I had an interesting discussion with some guys about weapon zero today and the issue of “individual zero” vs “weapon zero”. What I have learned/read over the years is that scoped guns are different from iron sighted guns and both are different from red dot/holo sights.
- On magnified optics (Sniper Rifles), scope parallax can cause differences in individual zeros depending on how the shooter mounts the gun…his distance of eye from scope..etc.
- In a perfect world, where all of us use the exact same sight alignment/sight picture, all shooters would be “zeroed” with properly adjusted iron sights. Because there are differences in how we “hold” on target and how we center up irons there are going to be small differences in zero. But as long as they are “close” those differences are not drastic within realistic ranges.
The Army FM 23-9 states that “When standard zeroing procedures are followed, a rifle that is properly zeroed for one soldier is close to the zero for another soldier”, this allows soldiers to accurately shoot with another soldiers rifle if he needs to pick one up.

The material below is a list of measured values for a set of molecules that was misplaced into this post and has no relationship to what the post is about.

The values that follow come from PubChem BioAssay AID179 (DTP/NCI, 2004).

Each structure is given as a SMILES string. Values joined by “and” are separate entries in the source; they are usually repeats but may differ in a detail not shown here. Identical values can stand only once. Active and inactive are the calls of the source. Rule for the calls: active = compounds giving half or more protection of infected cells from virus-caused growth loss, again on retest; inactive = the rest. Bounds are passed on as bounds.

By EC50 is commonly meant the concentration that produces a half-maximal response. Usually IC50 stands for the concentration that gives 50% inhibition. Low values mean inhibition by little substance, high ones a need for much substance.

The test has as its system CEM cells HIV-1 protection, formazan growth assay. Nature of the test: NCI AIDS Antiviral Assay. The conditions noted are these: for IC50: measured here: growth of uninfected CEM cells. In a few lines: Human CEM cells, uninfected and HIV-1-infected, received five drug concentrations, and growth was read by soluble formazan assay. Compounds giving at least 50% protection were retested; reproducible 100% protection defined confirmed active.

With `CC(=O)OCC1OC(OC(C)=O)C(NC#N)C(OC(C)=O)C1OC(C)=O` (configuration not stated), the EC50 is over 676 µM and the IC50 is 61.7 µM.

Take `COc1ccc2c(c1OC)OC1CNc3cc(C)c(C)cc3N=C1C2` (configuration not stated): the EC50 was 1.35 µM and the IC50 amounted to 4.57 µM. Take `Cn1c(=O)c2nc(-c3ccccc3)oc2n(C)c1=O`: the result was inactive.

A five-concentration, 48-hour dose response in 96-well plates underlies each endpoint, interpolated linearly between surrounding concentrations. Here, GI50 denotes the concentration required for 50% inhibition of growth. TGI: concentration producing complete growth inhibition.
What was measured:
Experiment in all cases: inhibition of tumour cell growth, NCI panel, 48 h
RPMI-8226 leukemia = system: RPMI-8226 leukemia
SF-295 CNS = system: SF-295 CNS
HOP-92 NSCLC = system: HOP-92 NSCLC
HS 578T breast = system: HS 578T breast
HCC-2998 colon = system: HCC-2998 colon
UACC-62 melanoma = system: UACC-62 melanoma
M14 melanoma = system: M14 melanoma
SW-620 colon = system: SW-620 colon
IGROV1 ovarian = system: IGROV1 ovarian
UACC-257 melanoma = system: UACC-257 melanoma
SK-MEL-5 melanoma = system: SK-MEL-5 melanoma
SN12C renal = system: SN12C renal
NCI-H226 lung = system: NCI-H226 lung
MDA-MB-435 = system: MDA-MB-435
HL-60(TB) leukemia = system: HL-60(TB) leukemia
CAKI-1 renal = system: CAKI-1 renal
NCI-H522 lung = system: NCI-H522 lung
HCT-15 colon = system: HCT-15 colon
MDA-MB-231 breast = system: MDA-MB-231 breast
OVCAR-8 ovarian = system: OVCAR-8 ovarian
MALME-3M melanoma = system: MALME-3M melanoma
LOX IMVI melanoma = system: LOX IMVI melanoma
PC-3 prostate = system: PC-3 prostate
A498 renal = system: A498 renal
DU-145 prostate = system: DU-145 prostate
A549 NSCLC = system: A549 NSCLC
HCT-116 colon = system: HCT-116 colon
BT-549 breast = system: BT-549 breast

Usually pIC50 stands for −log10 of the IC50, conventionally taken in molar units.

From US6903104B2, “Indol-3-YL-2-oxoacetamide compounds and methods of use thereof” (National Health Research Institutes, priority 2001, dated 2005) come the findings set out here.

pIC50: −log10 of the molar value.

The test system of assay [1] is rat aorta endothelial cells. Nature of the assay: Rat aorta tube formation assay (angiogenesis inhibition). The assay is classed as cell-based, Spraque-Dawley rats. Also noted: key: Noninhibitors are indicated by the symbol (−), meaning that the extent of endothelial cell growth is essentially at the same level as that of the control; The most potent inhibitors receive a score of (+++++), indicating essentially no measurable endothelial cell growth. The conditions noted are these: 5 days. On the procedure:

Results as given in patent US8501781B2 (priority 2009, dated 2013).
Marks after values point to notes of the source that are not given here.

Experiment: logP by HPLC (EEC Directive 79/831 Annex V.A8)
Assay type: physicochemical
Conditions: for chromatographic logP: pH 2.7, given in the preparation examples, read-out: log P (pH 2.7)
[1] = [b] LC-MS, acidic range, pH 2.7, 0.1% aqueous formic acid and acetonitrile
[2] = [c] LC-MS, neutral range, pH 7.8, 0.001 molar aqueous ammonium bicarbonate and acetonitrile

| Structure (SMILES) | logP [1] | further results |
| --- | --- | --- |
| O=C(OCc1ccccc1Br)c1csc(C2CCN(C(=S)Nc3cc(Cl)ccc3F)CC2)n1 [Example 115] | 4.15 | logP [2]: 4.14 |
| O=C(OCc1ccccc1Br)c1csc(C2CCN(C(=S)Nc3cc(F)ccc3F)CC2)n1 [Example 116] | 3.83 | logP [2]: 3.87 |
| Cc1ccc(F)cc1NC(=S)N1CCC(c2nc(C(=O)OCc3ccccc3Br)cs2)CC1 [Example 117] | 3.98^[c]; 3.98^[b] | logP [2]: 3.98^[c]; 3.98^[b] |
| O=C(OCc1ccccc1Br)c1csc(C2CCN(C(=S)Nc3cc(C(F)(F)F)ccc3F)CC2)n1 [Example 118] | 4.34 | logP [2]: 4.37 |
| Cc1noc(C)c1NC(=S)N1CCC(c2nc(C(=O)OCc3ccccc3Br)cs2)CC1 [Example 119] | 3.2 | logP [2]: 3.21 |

Zeroing is primarily about aligning the guns sights with the barrel..taking individual differences in sight picture into account to fine tune.
FM 23-9 says:
“the similarity of individual zeros should be emphasized instead of the differences.”
“There is no relationship between the specific sight setting a soldier uses on one rifle (his zero) to the sight setting he needs on another rifle. For example, a soldier could be required to move the rear sight of his assigned rifle 10 clicks left of center for zero, and the next rifle he is assigned could be adjusted 10 clicks right of center for zero. This is due to the inherent variability from rifle to rifle”
Which is something many people don’t realize. When I was a young private I thought for a long time that my “zero” was MY zero and that if I dialed it in on any M16 I was issued I’d be GTG. The fact of the matter is that zeroing is really about aligning the SIGHTS to the gun…not the shooter. If we all held a gun the same way and used exactly identical sight pictures/alignments a zero would be universal. Individual zeroing is really just a “fine tune” when proper marksmanship fundamentals are applied.
- Red dot sights/holographic sights do not rely on sight picture or eye relief. If a RDS is properly adjusted so that the bullet impacts where the dot lays, that sight is zeroed for all shooters who use that weapon. Any variation with a RDS is based on the shooters breath/trigger control. Of course the dot only represents “zero” at 2 points of the bullets trajectory. With our 50 yard zero that should be at 50 and approx 200 yards. The round will strike below the dot when closer than 50 yards and approx an inch to 1.5 inches above the dot between 50 and 200 yards and then drop off past 200.
Of course time and a beating may loosen up the Aimpoint tubes causing a Zero shift.